Some neoplasms are classified as primary neuroendocrine tumours (NETs) because of their positivity for neuroendocrine markers [chromogranins A and B (CgA, CgB) and neuron-specific enolase (NSE)]. Neuroendocrine differentiation has been reported, for example, in both "in situ" and infiltrating breast cancer. Diagnosis of NET is bio-humoral (CgA, NSE, synaptophysin) and instrumental. Even if the final diagnosis is made by open biopsy, radionuclide imaging using radiolabelled somatostatin analogs, such as In-111 pentetreotide, may detect neuroendocrine primary tumours and metastases before they become detectable using traditional and advanced imaging modalities [mammography (MX), ultrasound (US) and magnetic resonance imaging (MRI)]. When neuroendocrine breast lesions are not detectable, radio-guided surgery (RGS) is able to localise cancer. We report a case of a woman with a palpable lymph node in the left axilla. She underwent a US-guided lymph node biopsy, which was positive for massive metastases, probably of neuroendocrine breast origin. Mammary plus axillary US showed only lymphadenopathy in the left axilla. MX and breast MRI were negative. Neoplastic markers (CEA, CA 15.3, CA 125 and CA 19.9) were negative too. On the other hand, neuroendocrine markers (NSE and CgA) were positive. A whole body scintigraphic scan plus thorax and abdomen single photon emission computed tomography (SPECT) with In-111 pentetreotide (222 MBq; 6 mCi) showed an uptake in the left mammary gland. No other pathological localisations were observed. The day after the intravenous injection of In-111 pentetreotide, the patient underwent RGS breast tumour resection and left axillary lymphadenectomy. In conclusion, we would like to emphasise: (1) the role of radionuclide imaging for the detection of breast NETs in relation to conventional diagnostic procedures; (2) the role of RGS in localising and removing a non-palpable breast NET that was undetectable with the use of conventional imaging techniques.

Radiolabelled somatostatin analogs for diagnosis and radio-guided surgery of neuroendocrine breast cancer undetectable with conventional imaging procedures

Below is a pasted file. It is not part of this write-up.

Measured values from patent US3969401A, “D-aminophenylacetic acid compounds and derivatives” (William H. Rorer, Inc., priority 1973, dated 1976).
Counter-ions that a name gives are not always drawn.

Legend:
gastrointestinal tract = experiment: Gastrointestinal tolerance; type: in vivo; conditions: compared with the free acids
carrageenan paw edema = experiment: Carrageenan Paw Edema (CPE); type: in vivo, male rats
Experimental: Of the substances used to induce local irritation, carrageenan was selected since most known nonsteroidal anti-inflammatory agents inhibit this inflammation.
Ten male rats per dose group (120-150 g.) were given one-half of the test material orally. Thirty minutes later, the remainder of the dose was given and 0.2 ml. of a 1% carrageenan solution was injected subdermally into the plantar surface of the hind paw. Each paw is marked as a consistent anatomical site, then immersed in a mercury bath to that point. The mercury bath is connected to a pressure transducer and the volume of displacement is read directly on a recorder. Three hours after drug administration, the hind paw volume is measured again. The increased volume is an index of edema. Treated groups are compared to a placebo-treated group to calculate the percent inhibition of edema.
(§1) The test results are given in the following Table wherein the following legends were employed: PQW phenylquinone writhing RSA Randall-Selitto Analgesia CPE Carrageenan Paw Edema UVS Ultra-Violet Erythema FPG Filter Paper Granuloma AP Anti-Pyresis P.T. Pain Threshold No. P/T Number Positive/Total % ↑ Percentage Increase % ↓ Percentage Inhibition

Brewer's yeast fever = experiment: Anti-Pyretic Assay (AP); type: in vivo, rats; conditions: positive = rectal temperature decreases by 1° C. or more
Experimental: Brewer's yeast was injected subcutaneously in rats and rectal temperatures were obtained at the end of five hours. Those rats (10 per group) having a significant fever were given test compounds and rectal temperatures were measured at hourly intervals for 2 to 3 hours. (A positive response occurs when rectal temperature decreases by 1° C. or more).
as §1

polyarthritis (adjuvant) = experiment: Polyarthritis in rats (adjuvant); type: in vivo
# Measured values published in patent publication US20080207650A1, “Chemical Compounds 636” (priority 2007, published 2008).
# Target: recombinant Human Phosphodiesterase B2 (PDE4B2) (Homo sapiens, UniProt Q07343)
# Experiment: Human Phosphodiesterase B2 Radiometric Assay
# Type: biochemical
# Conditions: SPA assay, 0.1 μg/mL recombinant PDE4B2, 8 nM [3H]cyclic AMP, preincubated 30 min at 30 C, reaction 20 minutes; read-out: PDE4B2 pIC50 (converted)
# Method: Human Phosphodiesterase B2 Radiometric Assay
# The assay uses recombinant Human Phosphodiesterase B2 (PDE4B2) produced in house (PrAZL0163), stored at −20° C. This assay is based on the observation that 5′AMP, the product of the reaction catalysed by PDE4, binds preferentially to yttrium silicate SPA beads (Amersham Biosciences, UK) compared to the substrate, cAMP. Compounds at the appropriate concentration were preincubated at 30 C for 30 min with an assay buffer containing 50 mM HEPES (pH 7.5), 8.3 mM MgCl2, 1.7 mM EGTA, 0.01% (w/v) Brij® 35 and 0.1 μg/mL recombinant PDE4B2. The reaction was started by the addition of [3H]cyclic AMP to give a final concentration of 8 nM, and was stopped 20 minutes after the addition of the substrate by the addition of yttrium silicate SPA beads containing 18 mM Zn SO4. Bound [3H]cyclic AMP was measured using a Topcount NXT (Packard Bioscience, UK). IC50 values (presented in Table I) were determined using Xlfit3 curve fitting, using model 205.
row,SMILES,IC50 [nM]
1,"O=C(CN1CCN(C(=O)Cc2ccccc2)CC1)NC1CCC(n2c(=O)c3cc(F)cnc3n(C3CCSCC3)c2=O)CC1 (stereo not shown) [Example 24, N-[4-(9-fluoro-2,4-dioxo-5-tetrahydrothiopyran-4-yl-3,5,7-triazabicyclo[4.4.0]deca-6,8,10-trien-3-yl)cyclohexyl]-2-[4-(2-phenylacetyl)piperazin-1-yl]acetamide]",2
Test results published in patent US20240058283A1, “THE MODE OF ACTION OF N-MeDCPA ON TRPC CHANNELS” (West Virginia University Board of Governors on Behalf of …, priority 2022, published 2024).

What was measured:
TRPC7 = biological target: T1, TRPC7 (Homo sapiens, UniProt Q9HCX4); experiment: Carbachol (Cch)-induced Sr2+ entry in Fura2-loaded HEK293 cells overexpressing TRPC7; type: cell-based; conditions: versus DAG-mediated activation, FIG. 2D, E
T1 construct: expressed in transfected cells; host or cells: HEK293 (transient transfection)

PANAREO, Stefano;CARCOFORO, Paolo;LANZARA, Serena;Corcione, Stefano;BAGATIN, Elisa;CASALI, Massimiliano;COSTANZO, Alessandra;BASAGLIA, Ernesto;FEGGI, Luciano
2008

Abstract

Some neoplasms are classified as primary neuroendocrine tumours (NETs) because of their positivity for neuroendocrine markers [chromogranins A and B (CgA, CgB) and neuron-specific enolase (NSE)]. Neuroendocrine differentiation has been reported, for example, in both "in situ" and infiltrating breast cancer. Diagnosis of NET is bio-humoral (CgA, NSE, synaptophysin) and instrumental. Even if the final diagnosis is made by open biopsy, radionuclide imaging using radiolabelled somatostatin analogs, such as In-111 pentetreotide, may detect neuroendocrine primary tumours and metastases before they become detectable using traditional and advanced imaging modalities [mammography (MX), ultrasound (US) and magnetic resonance imaging (MRI)]. When neuroendocrine breast lesions are not detectable, radio-guided surgery (RGS) is able to localise cancer. We report a case of a woman with a palpable lymph node in the left axilla. She underwent a US-guided lymph node biopsy, which was positive for massive metastases, probably of neuroendocrine breast origin. Mammary plus axillary US showed only lymphadenopathy in the left axilla. MX and breast MRI were negative. Neoplastic markers (CEA, CA 15.3, CA 125 and CA 19.9) were negative too. On the other hand, neuroendocrine markers (NSE and CgA) were positive. A whole body scintigraphic scan plus thorax and abdomen single photon emission computed tomography (SPECT) with In-111 pentetreotide (222 MBq; 6 mCi) showed an uptake in the left mammary gland. No other pathological localisations were observed. The day after the intravenous injection of In-111 pentetreotide, the patient underwent RGS breast tumour resection and left axillary lymphadenectomy. In conclusion, we would like to emphasise: (1) the role of radionuclide imaging for the detection of breast NETs in relation to conventional diagnostic procedures; (2) the role of RGS in localising and removing a non-palpable breast NET that was undetectable with the use of conventional imaging techniques.
Panareo, Stefano; Carcoforo, Paolo; Lanzara, Serena; Corcione, Stefano; Bagatin, Elisa; Casali, Massimiliano; Costanzo, Alessandra; Basaglia, Ernesto; Feggi, Luciano
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Utilizza questo identificativo per citare o creare un link a questo documento: https://hdl.handle.net/11392/1520349
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